Climatic Change

, Volume 89, Issue 1, pp 155-172

First online:

Open Access This content is freely available online to anyone, anywhere at any time.

Negative learning

  • Michael OppenheimerAffiliated withWoodrow Wilson School of Public and International Affairs, Princeton UniversityDepartment of Geosciences, Princeton University Email author 
  • , Brian C. O’NeillAffiliated withInternational Institute for Applied Systems AnalysisInstitute for the Study of Society and Environment, National Center for Atmospheric Research
  • , Mort WebsterAffiliated withMIT Joint Program on the Science and Policy of Global Change, Massachusetts Institute of Technology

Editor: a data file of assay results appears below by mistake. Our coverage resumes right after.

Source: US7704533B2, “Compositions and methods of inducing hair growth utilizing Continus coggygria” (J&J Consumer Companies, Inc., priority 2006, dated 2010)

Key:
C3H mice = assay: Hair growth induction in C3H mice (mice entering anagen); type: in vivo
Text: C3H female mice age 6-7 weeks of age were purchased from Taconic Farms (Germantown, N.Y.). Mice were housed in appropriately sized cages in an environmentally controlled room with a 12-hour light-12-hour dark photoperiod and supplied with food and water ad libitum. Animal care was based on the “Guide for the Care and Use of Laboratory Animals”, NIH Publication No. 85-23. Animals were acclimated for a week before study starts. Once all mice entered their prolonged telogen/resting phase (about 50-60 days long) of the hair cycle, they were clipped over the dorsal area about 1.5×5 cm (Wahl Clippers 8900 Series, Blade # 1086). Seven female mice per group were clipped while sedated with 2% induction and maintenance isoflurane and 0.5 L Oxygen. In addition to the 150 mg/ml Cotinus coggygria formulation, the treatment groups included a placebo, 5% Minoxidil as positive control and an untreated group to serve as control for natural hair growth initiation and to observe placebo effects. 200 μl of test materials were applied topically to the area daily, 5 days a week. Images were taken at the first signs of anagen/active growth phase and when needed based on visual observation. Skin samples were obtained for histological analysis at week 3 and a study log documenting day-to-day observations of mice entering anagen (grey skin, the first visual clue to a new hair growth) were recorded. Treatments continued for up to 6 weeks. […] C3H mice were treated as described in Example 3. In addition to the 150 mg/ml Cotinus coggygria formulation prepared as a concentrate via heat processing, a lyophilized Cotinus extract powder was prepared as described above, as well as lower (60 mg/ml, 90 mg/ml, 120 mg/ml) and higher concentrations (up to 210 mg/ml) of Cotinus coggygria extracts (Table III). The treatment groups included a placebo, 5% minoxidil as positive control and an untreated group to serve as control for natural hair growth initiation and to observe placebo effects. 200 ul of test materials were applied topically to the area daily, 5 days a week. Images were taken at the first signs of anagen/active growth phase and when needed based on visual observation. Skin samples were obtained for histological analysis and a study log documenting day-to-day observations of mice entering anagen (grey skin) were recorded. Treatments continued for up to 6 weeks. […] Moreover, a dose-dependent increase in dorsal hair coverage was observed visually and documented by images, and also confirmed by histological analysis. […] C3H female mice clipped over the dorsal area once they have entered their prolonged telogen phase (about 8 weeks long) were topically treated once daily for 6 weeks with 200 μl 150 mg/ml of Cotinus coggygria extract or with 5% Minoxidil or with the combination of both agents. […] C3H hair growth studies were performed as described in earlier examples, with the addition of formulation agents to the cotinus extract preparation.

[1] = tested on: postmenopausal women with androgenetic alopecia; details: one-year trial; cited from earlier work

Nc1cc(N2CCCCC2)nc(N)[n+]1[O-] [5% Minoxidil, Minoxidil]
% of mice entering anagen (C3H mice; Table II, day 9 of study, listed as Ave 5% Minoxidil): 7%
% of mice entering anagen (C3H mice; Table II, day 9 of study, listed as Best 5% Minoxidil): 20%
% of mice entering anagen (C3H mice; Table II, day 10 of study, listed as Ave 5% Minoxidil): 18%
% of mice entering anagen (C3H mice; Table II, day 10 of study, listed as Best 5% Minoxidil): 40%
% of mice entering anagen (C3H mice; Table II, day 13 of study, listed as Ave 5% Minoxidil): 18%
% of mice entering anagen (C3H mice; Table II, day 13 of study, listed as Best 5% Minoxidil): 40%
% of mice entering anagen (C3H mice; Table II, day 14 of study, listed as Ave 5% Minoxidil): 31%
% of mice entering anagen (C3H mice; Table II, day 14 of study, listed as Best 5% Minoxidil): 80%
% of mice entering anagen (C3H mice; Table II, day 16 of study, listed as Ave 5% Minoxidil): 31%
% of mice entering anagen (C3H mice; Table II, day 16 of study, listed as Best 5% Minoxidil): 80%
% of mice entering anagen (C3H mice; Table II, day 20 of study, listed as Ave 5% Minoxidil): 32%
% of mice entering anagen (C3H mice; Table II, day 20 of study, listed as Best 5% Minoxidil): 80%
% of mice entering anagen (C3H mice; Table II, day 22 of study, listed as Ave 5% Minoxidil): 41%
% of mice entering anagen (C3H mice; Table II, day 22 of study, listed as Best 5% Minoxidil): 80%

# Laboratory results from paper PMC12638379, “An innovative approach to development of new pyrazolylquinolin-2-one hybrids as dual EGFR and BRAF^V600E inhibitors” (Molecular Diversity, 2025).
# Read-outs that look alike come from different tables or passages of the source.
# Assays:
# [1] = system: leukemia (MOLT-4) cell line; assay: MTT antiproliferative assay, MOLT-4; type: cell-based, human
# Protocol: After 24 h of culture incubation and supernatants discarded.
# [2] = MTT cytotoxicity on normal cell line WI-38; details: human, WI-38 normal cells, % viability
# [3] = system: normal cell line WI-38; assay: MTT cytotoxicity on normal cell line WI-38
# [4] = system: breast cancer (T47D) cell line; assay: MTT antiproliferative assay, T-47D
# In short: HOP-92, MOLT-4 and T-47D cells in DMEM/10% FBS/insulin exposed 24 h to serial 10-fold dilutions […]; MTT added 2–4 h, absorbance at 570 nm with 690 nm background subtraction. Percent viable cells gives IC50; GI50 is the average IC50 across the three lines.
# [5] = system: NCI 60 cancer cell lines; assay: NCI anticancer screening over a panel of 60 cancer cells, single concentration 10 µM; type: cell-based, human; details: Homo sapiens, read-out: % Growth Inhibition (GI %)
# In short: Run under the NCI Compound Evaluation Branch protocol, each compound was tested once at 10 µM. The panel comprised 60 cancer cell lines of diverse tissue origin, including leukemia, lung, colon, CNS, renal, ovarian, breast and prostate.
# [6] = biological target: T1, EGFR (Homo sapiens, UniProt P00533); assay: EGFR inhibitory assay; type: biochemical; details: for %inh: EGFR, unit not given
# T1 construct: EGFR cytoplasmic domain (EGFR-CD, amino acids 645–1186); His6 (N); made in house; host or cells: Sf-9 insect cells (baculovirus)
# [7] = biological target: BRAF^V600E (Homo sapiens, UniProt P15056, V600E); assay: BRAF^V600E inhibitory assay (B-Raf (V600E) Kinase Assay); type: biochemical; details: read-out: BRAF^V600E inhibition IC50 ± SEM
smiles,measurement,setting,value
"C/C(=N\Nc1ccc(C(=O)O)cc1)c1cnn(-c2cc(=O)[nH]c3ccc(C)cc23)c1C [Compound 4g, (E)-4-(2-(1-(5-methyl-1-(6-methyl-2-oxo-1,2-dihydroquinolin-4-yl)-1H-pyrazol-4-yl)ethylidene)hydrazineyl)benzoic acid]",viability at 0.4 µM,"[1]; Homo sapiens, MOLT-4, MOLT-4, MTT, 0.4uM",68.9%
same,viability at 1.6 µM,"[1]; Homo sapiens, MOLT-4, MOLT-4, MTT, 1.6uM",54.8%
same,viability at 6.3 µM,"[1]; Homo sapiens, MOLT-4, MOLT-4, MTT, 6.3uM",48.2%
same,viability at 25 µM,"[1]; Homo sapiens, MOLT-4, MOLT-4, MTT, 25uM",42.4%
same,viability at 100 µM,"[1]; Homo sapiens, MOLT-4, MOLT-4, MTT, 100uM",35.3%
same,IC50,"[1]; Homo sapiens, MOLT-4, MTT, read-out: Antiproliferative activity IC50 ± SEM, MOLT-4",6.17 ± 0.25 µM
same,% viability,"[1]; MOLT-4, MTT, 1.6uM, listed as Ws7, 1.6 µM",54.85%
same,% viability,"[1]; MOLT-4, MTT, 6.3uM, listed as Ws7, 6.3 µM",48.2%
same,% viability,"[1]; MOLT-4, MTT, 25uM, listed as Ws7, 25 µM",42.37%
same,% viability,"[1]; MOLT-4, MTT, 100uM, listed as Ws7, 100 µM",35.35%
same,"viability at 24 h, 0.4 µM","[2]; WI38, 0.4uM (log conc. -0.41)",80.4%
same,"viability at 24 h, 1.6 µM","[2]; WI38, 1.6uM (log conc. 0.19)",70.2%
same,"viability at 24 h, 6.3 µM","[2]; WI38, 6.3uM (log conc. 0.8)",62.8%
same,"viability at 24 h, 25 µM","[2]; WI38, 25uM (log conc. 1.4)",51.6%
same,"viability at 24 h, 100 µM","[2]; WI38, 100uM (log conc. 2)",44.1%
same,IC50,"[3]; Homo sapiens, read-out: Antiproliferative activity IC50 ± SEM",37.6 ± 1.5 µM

New technical information may lead to scientific beliefs that diverge over time from the a posteriori right answer. We call this phenomenon, which is particularly problematic in the global change arena, negative learning. Negative learning may have affected policy in important cases, including stratospheric ozone depletion, dynamics of the West Antarctic ice sheet, and population and energy projections. We simulate negative learning in the context of climate change with a formal model that embeds the concept within the Bayesian framework, illustrating that it may lead to errant decisions and large welfare losses to society. Based on these cases, we suggest approaches to scientific assessment and decision making that could mitigate the problem. Application of the tools of science history to the study of learning in global change, including critical examination of the assessment process to understand how judgments are made, could provide important insights on how to improve the flow of information to policy makers.